A Man and His Boat

I Knew I Would Use Metaphors One Day

By Mickey Dunaway | Reprinted with Permission by Currents Magazine | March 2023 | Cornelius, NC 

Is there a metaphor appropriate to the aches and ills that attack us when we reach 60 or thereabouts? 

I was already thinking in that direction when a recent outpatient appointment turned into a four-day hospital visit.  That visit convinced me that I was, for sure, on to something.

Clearly, at a certain age, we humans begin to fall apart, and the process is so like what boat owners experience as their crafts deteriorate from trophy to “what the hell happened” that it cannot be ignored.  So, I won’t.


So, let me see if I can energize this column with a little comparison of boats and two about our human condition once we reach the golden years of 60 and above.

  1. How does one define a boat?  A boat is a hole in the water, surrounded by fiberglass, into which one pours money.  
  2. Do you know what one calls a gathering of three folks over 60?  An organ recital.
  3. What are the two happiest days in a boat owner’s life?  The day he buys the boat and the day he sells it.  
  4.  What does a patient call payment for a physician’s services?  A boat payment.


I grew up fishing with my family on the Escatawpa River, which defines the southern portion of the Alabama-Mississippi border.  We fished—four of us in our small boat—with cane poles baited with wigglers, crickets, or Catalpa worms, and we fished for the beautiful sunfish species from bull bream to redbelly to stumpknocker to goggleye to warmouth to green-trout. 

My daddy owned an old 14-foot wooden skiff with a 7.5 HP cantankerous outboard on its transom, but he would beam with pride every time it cranked.  Such has been my joy each time I brought home a new boat—five in my boating and fishing lifetime.  

Every new boat owner radiates indescribable joy when that new boat sits proudly in his driveway for the first time. 

Edna Vincent Millay’s poem First Fig, though strangely titledis, I think, a perfect metaphor for the careless joy of a first-time boat owner when he parks his boat in his driveway for the first time.

Does Millay warn that fewer joyous days await new boaters and us humans? Hmmm.


All details needed to be minded are yet to be made clear to the new boat owner at purchase.  A boat is not just the hull and perhaps some oars and lifejackets.   There is a motor to be tuned.  There are seats split by the sun to be replaced.  The steering wheel is long-lasting—not so are the cables that connect it to the motor.  If there is a motor, there is usually a battery for all except the smallest boats—multiple batteries if this motor is equipped with a trolling motor for slowly fishing the banks in the mist of an early morning.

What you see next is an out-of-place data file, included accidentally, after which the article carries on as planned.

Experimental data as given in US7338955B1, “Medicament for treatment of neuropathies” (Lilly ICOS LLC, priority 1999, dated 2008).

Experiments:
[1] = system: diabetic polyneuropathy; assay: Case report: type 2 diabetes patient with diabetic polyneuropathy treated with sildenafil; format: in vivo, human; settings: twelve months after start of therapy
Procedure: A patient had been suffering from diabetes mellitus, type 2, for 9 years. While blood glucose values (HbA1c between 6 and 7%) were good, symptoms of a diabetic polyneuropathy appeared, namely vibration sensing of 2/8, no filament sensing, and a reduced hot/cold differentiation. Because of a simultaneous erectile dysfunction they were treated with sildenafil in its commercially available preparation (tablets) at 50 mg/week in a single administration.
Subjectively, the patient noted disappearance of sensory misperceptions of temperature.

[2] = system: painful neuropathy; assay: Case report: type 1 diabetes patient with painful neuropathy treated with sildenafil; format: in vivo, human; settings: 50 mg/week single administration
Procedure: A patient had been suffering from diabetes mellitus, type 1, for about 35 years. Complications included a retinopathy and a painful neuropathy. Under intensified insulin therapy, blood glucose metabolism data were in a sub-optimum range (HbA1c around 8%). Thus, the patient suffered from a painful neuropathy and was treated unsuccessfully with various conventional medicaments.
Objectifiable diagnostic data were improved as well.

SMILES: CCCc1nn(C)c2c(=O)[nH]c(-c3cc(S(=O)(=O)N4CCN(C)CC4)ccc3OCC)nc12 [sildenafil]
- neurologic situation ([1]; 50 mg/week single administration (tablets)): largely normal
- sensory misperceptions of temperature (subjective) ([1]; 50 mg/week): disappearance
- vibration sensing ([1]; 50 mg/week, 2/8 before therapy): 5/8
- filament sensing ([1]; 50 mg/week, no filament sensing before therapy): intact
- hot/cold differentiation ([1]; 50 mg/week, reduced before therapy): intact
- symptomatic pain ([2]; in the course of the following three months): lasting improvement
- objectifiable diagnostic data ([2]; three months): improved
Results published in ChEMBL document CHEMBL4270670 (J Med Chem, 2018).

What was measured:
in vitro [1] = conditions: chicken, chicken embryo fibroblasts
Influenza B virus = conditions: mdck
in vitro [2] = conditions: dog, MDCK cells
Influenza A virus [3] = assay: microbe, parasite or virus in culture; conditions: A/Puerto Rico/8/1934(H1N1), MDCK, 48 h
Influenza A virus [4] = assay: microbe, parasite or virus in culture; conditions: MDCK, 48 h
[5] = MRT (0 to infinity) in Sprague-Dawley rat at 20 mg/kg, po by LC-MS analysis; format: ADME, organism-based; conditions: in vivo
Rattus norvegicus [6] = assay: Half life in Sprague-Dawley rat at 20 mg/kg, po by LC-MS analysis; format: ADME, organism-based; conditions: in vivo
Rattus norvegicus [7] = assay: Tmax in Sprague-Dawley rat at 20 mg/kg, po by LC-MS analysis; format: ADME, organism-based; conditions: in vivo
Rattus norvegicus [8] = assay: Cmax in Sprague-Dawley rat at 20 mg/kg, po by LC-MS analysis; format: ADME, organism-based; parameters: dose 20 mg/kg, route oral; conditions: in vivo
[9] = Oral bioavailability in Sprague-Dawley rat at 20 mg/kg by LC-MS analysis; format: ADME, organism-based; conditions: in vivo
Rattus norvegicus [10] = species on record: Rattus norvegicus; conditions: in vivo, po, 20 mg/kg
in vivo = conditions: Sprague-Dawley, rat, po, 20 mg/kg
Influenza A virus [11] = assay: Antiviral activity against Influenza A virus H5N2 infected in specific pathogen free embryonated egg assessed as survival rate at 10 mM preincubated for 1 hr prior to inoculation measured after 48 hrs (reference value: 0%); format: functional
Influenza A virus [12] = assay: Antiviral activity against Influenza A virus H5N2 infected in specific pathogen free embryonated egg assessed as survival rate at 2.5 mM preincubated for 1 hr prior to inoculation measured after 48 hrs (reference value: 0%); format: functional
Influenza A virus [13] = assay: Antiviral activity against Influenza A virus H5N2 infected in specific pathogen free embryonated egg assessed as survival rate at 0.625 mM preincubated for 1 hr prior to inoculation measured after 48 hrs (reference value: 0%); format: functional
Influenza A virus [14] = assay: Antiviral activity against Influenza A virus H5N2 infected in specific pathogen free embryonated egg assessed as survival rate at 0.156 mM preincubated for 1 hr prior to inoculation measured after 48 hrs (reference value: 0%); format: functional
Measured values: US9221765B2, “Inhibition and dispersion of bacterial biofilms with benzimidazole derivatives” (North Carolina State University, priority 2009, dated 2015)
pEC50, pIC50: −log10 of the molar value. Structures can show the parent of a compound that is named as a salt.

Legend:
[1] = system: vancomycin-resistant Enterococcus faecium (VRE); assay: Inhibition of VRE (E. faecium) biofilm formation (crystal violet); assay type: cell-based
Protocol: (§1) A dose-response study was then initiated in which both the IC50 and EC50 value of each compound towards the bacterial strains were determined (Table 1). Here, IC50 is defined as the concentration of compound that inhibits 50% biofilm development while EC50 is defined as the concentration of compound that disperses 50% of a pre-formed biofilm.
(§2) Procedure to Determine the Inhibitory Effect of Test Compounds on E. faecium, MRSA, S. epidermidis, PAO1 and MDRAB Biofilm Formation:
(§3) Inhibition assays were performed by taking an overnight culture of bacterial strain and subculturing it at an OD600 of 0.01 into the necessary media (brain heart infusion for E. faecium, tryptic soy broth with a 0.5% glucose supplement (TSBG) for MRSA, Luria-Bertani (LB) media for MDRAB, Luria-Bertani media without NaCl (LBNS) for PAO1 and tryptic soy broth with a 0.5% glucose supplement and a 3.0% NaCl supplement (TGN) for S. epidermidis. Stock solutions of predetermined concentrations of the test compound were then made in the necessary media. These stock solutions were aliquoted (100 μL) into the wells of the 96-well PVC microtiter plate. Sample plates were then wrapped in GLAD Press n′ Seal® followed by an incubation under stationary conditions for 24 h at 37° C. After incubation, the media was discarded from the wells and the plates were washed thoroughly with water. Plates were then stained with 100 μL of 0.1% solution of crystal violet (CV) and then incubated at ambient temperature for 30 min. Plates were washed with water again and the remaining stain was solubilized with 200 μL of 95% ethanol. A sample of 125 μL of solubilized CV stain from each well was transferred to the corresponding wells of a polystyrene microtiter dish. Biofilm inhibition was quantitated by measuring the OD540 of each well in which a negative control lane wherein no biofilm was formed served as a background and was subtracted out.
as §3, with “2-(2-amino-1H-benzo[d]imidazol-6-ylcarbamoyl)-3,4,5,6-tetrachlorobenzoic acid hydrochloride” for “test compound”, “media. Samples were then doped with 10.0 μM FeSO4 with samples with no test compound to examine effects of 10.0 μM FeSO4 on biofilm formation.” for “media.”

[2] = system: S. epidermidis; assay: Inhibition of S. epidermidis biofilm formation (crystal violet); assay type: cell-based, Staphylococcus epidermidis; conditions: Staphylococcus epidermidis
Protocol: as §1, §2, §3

And, of course, there is the trailer, the first part of the entire package, to experience rust and corrosion because it is submerged into the lake each time the boat is launched, as are the trailer lights and wiring.  The trailer axle, wheels, and wheel bearings, and at least two tires with a spare should there be a flat on the way to the lake.

Before heading to the lake to fish, at the very least, the boat must be given a pre-launch check.  Having once failed to satisfactorily complete this pre-launch check, I hauled my boat and put it in the water only to realize when I stopped at my favorite fishing spot that I left all my fishing gear remained neatly arranged in my garage!


I have owned and loved five new boats, trailers, and motors, and while they performed admirably early in their lives, every boat grew old and required fixing with most costs from out-of-warranty work.

Remember the hole in the water into which you pour money?  It was no joke.

As sure as the fisherman will go fishing countless more times than he will come home with fish, there will come a time when every boat owner finally realizes there is more joy in selling his boat than keeping it any longer.  However, someday in the future—for me, it was four days—he will forget all the problems.  A slight twitching itch will begin somewhere deep in his temporal lobes, shortly developing into a full-on desire for another boat.  Since he cannot remember pain, he will buy another new boat and repeat the process again, and only the Almighty knows why.



A metaphor compares two unrelated things without using the words like or as (which would make it a simile!)

Once I reached my mid-60s, it finally dawned on me that I would see a specialty physician for my eyes, ears, knees, teeth, skin, blood pressure, and blood sugar, among other common ailments, every week.

Metaphor #1: The miraculous human body is a new boat.

Metaphor #2: The number of things that go wrong with a boat is equaled by our body.  

Metaphor #3: Current ailments do not affect our ability to long for the good old days when our body and boats worked perfectly … until they didn’t.

Metaphor #4: The repair costs of body and boats are roughly the same.


On the positive side, medicine continues to get better and better.  Otherwise, my boat and motor would have quit on me in the middle of the lake long ago!


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